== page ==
Just prior to the 2014 Consumer Electronics Show, Imagination Technologies unveiled its first computer vision processor offering with the announcement of the Raptor core architecture, the first product iteration of which was released at the February 2014 Mobile World Congress. Now, the company is more fully embracing computer vision requirements with its two new PowerVR Series7XT Plus GPU cores. And, reading between the lines of a recent briefing, Imagination Technologies continues to seriously evaluate what else it needs to do to fully address customers' vision processing needs.
Raptor is fundamentally an ISP (image signal processor), although it offers a limited set of vision processing features, such as stereo sensor support for depth determination. Its capabilities are extensible by means of its flexible processing pipeline, which other processing resources in a SoC can "tap" into at various points both to extract and insert data. Additional computer vision processing might occur, for example on a MIPS CPU core. And now, it might also take place on a PowerVR graphics core.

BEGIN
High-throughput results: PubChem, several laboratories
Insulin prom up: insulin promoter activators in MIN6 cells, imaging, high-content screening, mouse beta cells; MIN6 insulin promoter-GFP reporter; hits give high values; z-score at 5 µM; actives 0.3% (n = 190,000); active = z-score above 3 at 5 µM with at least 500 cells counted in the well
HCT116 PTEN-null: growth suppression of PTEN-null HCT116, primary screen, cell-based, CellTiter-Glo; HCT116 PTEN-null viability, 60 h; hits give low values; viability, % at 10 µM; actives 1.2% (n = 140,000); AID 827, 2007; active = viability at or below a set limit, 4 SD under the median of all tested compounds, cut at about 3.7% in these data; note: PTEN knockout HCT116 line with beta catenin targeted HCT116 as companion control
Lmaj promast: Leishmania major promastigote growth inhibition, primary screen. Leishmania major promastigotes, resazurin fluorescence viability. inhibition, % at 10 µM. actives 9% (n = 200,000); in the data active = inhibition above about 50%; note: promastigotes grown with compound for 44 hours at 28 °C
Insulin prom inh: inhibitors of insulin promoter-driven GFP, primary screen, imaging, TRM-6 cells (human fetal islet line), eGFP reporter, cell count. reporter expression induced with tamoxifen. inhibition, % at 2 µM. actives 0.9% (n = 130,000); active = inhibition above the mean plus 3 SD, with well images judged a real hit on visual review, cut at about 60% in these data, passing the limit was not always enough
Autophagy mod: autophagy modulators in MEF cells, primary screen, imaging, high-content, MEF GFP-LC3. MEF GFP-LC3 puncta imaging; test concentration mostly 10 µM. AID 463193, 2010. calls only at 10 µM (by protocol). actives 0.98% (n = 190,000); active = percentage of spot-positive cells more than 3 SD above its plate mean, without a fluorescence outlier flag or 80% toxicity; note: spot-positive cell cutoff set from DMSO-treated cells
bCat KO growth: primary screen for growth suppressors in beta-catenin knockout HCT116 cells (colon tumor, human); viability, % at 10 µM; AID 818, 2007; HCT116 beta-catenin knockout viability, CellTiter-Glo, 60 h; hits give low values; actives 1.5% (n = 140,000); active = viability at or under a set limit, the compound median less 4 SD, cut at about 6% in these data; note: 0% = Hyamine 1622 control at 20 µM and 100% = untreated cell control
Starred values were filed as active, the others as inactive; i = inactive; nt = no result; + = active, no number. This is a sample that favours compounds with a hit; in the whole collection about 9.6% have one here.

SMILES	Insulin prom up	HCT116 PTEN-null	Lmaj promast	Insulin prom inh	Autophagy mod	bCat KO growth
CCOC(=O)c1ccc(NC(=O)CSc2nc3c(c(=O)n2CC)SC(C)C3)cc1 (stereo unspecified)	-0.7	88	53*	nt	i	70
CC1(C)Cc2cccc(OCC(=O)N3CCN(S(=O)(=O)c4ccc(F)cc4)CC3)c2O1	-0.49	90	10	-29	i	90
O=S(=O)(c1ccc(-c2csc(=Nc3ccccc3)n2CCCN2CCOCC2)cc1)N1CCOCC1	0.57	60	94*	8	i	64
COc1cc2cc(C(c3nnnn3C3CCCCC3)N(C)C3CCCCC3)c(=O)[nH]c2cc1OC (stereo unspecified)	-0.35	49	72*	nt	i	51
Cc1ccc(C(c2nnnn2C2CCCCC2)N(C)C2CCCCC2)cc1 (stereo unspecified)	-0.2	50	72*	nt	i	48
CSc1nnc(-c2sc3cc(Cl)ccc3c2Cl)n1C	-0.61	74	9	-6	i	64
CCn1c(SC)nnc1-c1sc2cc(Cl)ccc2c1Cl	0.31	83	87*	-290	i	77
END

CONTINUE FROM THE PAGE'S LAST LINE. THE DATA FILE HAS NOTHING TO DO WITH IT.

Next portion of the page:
The two- and four-cluster Series7XT Plus GPUs are built on the foundation of the Series7XT architecture, one of the two GPU families released by Imagination Technologies at last year's CES. Although computer vision libraries such as OpenCV often rely on floating-point math, reflecting their PC heritage, embedded applications often don't require floating-point and can gain performance, power and cost benefits from instead relying on integer math. In fact, as Cadence learned in its IVP to IVP-EP vision core evolution, full 32-bit integer precision often isn't necessary; many vision applications will happily trade reduced precision for faster results.
The PowerVR Series7XT Plus architecture reflects both of these realities. Its enhancements begin with the new Image Processing Data Master at the front end of the pipeline, which when activated completely disables the core's floating point resources to save power (Figure 1). Also, in past PowerVR core families, 32-point integer operations were inefficiently handled by the 32-bit floating point ALU resources inside each unified shading cluster (USC). Now, however, Imagination Technologies has added two dedicated 32-bit scalar integer ALUs to each pipeline (with 16 pipelines per cluster). And alternatively, each 32-bit scalar ALU can concurrently implement up to two 16-bit vector or four 8-bit vector integer operations.